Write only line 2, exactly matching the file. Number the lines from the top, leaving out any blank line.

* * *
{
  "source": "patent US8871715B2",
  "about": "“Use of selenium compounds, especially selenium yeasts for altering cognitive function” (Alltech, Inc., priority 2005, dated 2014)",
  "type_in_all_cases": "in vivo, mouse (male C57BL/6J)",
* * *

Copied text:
  "source": "patent US8871715B2",